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CEC is committed to creating a more resilient and just region in the face of climate change. Through our work with the Central Coast Climate Justice Network and elsewhere, our vision includes an end to racial injustices and their resulting environmental inequities.

Going solar is a smart and easy way to lower energy costs — especially in sunny California — but for many, it is not a feasible option. GRID Alternatives, a non-profit licensed solar installation organization, has found a way to give everyone an opportunity to bring alternative energy into their community, by training volunteers to install solar electric systems for low-income families.

The program brings renewable energy to families that will greatly benefit from the savings of going solar, but that wouldn’t otherwise be able to financially support a renewable energy system.

Through GRID Alternative, volunteers sign up for a one-time orientation. The next orientation in the Central Coast region is Tuesday, January 22 from 6-8 pm at the Santa Ynez Tribal Hall. Once that is completed, volunteers are divided into teams based on experience. (For example, some will go on to set up tracks on the ground, while others will work on the rooftops.) For the individuals looking to gain more experience and skills, GRID Alternatives offers a Team Leader program, which requires five installations and an additional training session. Once a volunteer is able to demonstrate mastery of the core skills, he or she can become certified as a “teaching assistant,” helping the rest of the staff in the field.

Otha Cole, a LEED Green Associate with a Master’s in Urban Planning, started getting more interested in solar a few years ago and wanted to increase his professional skills. Santa Barbara City College offered several sustainably-minded courses in construction technology, including solar energy. “Once I started taking those classes,” says Cole “I did my first solar panel installation. I wanted to extend on that and heard about GRID Alternatives.”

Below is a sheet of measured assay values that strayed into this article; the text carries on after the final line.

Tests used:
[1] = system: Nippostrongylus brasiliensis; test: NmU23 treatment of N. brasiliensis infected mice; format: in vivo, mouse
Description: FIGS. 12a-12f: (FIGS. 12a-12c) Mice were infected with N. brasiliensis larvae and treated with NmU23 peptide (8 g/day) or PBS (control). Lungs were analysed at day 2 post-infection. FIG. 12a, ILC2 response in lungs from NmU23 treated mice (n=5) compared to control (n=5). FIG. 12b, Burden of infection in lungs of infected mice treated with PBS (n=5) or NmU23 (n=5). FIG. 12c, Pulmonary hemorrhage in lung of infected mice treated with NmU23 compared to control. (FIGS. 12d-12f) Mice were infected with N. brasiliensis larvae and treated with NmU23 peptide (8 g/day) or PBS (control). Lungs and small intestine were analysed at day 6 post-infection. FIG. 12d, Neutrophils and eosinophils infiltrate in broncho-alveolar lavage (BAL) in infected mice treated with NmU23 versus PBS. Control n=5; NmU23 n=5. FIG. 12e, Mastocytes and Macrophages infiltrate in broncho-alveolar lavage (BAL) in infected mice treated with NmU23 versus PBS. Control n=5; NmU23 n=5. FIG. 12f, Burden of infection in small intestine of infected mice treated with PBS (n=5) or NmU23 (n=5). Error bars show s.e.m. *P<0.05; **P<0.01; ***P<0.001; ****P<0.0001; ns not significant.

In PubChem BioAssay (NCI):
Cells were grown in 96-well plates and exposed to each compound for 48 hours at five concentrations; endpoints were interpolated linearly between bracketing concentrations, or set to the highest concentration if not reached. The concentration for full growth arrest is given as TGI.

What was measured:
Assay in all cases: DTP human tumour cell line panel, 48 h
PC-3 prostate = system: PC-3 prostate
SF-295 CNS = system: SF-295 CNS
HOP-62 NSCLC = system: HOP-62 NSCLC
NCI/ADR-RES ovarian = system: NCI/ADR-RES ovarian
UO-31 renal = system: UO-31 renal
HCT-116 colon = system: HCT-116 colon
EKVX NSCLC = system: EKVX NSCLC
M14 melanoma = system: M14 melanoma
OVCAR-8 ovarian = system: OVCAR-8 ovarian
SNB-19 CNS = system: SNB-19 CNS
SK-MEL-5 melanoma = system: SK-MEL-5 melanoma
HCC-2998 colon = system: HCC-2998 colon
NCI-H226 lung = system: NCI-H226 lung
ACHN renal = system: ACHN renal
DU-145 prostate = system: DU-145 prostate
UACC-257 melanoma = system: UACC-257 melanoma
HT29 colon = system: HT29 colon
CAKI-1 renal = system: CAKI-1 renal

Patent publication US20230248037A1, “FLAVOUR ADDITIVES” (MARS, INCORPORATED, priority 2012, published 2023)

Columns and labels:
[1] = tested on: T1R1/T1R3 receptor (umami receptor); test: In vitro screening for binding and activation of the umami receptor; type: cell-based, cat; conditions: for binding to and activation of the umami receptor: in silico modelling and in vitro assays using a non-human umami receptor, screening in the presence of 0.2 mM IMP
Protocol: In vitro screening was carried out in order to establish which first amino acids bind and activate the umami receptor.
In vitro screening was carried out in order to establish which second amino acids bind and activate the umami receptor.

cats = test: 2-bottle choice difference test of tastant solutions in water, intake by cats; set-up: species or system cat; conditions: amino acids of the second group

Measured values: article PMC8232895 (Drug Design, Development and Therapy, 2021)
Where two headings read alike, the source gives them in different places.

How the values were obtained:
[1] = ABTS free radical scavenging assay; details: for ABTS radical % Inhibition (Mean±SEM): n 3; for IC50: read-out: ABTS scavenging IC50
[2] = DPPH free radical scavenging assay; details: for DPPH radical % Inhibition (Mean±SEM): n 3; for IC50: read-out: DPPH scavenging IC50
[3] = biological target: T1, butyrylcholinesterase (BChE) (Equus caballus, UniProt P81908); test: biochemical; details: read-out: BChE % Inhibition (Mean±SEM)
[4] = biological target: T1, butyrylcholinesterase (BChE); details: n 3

For Otha, gaining the knowledge and skills was beneficial to him professionally, but it was also about more than that. “People talk about the importance of solar energy and how it is the future; I wanted to learn first-hand just how it works.” He believes that the real incentive to go solar “is self-sufficiency, moving toward a more logical approach towards energy and a critical mass of people who are adopting these lifestyles.”

In the future, Otha wants to have solar panels on his own home. Since he doesn’t have that option currently, he did everything else he could to show his support for solar energy by joining the volunteer force of GRID Alternatives. “This is a great way to volunteer and to actively participate in an actual project, getting the hands-on experience installing solar panels and learning about all the components that are needed in a solar array system…for free.”

To learn more about GRID Alternatives, visit their website. You can also join their next Solar Installation training on Tuesday January 22 from 6-8 pm at the Santa Ynez Tribal Hall. Sign up for the orientation online or contact Serena Bruce, Solar Corps Solar Installation Associate at (805) 769-9112.

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